Motorola included a charging cradle and a AC adapter (see photo below) so that you can charge the two walkie talkies at the same time. The cradle charges the radios standing up, saving a bit of space. It's also round and very pleasing to look at. The charging cradle has a LED for each walkie talkie. When the AC adapter is plugged in, the LED will light up when you insert the radio to tell you it is being charged. The model number of the charging cradle is KEBT-281.
Text communication between radios can be limited to a few preprogrammed messages, or it can allow you to type out custom messages. Some radios can even reach people via email. This capability is a big advantage in situations where noise discipline is important or audio communication is compromised. Radios with this capability might require a radio license.
Those of us who love a good road trip can definitely benefit from a good walkie talkie. CB radios are still the king of the road when it comes to reaching other drivers, but a simple walkie talkie can get the trick done, too.
A: Radio frequencies are classified by their wavelength. VHF (very high frequency) radios use wavelengths between 30 and 300 megahertz and are useful in unobstructed outdoor settings. UHF (ultra-high frequency) radios operate between 300 and 3,000 megahertz and provide a higher quality signal.
A: Most FRS radios, like those on this list, cost less than $100. Entry-level sets can be found for less than $40 and premium ones can go for nearly $200. The latest and greatest cost even more than that.
There are several brands of GMRS handheld radios that you can choose from, including Midland, Wouxun, Motorola, Btech/Baofeng, Rugged Radios, Retevis, Samcom and Radioddity. Prices of GMRS walkie talkies range from $30 to $200, with features such as repeater capability and waterproofing being found on the more expensive models.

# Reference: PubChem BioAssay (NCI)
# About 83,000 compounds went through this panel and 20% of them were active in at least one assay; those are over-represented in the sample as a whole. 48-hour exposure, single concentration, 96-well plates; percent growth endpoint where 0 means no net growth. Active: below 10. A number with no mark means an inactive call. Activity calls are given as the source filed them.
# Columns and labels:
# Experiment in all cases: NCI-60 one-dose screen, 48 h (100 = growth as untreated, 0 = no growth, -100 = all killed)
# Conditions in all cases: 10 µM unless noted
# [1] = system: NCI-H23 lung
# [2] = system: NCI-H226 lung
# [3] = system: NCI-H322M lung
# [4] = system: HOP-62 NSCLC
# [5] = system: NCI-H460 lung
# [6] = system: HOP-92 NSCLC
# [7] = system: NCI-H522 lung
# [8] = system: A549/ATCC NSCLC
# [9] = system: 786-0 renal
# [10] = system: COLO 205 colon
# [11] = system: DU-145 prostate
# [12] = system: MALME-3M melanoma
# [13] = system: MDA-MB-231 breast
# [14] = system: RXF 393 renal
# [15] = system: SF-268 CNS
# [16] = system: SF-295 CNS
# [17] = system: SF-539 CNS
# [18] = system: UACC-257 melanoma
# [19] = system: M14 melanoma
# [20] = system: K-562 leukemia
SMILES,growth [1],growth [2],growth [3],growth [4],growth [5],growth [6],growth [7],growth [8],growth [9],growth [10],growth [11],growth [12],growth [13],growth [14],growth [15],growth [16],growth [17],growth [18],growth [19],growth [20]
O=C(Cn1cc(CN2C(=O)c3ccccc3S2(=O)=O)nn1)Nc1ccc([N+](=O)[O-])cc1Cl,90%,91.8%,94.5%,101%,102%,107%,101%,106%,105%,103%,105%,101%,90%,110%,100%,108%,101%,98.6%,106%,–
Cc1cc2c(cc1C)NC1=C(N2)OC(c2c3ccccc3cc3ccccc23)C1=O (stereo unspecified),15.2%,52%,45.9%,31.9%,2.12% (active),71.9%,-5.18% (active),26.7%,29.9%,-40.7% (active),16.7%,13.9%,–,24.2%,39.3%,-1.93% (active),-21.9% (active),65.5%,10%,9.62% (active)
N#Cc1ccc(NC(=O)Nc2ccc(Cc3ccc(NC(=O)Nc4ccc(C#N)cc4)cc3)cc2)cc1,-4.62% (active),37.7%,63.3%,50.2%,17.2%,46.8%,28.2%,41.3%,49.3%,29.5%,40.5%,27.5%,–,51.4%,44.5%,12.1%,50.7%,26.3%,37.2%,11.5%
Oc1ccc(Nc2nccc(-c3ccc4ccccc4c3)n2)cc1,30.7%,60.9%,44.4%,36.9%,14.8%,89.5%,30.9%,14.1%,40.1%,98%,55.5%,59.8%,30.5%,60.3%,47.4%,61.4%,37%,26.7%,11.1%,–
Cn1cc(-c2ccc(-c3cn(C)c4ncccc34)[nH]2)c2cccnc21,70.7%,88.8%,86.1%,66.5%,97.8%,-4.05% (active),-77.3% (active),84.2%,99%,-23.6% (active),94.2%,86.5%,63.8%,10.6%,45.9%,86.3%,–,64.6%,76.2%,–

As for which model of GMRS walkie talkie is best, we like the inexpensive Baofeng radios, even if these do have a few shortcomings. This brand of imported two-way walkie talkie was first marketed to ham radio operators and when they first came out had some quality issues, most of which have largely been resolved.
For their own personal use, licensed GMRS users are allowed to set up powerful 50 watt home base stations to create a reliable, always-on emergency communications system for keeping in touch with family and friends who also have these versatile radios.
One of these two radios can transmit across oceans and even send messages to the International Space Station if a few settings were changed. Even if our ham rig was legal to use for GMRS, letting the whole family use it would probably not be a good idea.
These Motorola two-way radios offer support for 22 channels with 121 privacy codes each, making it easy for you to find an available channel. This allows you to communicate with other FRS/GMRS radios no matter the brand. Each one can be powered either by NiMH rechargeable batteries or AA batteries.
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Connectivity: Modern radios can often connect to your smartphone via Bluetooth, and have lots of different channels (some with privacy codes) so you can speak freely without being interrupted. You can even have the ability to monitor two channels at once, and get NOAA weather alerts before storms hit.